Extracurricular science, anyway. See, I’d run across a story about an educational/research related water resources game a few months ago, got all excited about getting to play what sounded like a watershed management game online, and then nothing. Turns out the game isn’t actually online in the sense that anyone can play but online meaning some researcher could run it from a computer lab. Not the same, people. Fast forward to last week when a flyer went up in the lobby of my building asking for participants to play a water resources game. I am not afraid to say that I made an enormous, and erroneous, assumption. Namely that the local game was related to the first game. I’m not sure who else I made an ass of other than myself (and that I did privately, thank you), but I spent some time this afternoon participating in some SCIENCE! regardless. Wearing socks that didn’t match.
So the today’s game had nothing to do with the educational game played somewhere near the Chesapeake. And didn’t really seem to be a game at all. It seemed much more like an in-class demonstration of game theory with a survey tacked on the end. I’m pretty sure that the researchers are trying to suss out something about people’s attitudes towards farmers (as sources of nonpoint source pollution) given an individual’s stance on the environment. Maybe. I honestly can’t imagine what they’re going to get from this that wasn’t already out there. But maybe there was some ulterior motive like how long did we take to answer the questions or something.
Oh well. I think from now on I’ll stick to counting fireflies or marking craters on the moon for my extracurricular science activities. Unless someday someone puts a watershed management game online. That would be a little bit of awesome.
This is not Nessie:
This is a boat. Obviously moving at a pretty good tick since there’s also a wake. The images in Google Earth do not have the resolution to identify large sea creature, especially mythical sea creatures. If it were Nessie, then Nessie would be ultra-ginormous and really, really hungry since Loch Ness is not the most fertile water body in the world. So we would know about Nessie since it would have rampaged through the quaint Scottish villages along the coast.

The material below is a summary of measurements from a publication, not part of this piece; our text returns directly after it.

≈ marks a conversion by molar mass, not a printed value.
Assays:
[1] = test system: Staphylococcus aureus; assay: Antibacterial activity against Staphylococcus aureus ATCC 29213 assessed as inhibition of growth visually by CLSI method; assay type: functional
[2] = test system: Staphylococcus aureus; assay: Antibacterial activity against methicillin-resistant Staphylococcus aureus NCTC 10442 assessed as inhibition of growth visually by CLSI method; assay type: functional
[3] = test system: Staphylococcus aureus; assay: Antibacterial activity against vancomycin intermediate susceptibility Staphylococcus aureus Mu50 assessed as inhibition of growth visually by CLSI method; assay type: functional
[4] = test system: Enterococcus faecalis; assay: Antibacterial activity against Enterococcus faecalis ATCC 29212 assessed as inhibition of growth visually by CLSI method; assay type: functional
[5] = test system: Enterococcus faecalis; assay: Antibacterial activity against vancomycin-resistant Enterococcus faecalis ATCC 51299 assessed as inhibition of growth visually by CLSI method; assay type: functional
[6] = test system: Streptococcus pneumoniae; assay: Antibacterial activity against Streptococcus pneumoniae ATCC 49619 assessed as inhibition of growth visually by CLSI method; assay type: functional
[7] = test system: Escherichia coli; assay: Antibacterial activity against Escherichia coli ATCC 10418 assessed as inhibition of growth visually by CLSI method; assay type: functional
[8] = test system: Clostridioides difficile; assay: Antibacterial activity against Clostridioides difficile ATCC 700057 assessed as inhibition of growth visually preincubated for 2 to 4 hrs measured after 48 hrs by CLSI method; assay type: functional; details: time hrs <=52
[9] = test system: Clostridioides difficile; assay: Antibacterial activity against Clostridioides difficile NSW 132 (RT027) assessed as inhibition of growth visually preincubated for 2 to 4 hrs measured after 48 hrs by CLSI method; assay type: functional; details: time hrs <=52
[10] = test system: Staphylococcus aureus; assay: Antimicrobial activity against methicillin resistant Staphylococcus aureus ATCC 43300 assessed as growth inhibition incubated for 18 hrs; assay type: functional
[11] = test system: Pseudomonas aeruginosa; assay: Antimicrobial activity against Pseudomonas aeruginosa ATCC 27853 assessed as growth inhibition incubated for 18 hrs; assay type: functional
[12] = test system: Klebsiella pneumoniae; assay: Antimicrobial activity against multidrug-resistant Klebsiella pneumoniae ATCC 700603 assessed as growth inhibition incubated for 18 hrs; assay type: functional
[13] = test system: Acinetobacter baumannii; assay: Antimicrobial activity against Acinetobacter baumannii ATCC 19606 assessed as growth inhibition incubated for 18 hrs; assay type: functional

Story at The Daily Mail
I’m really digging the Galaxy Zoo web application. This site, and its partner site Galaxy Zoo Supernovae, harnesses the power of hordes of astronomy geeks to classify galaxies or supernovae. It has that sort of Mechanical Turk vibe to it with the reward of science. So very cool in theory.
And in practice, also cool. Given that we’re not all professional astronomers (or trained astronomers), the site divides up the classification process into a series of steps where the choices are a set of buttons with graphics. As you complete each step, the image button is added to the list below the current choices. So you can see the decisions that you’ve made and return to a previous step easily. The interface is simple and intuitive.
Even better, there’s a separate page that provides practice sets for each of the steps:
So you can see examples of each of the options as you work. It also keeps track of the galaxies you’ve classified and save your favorites. All in all, an excellent time suck. Although the supernovae classifier is really quite hard.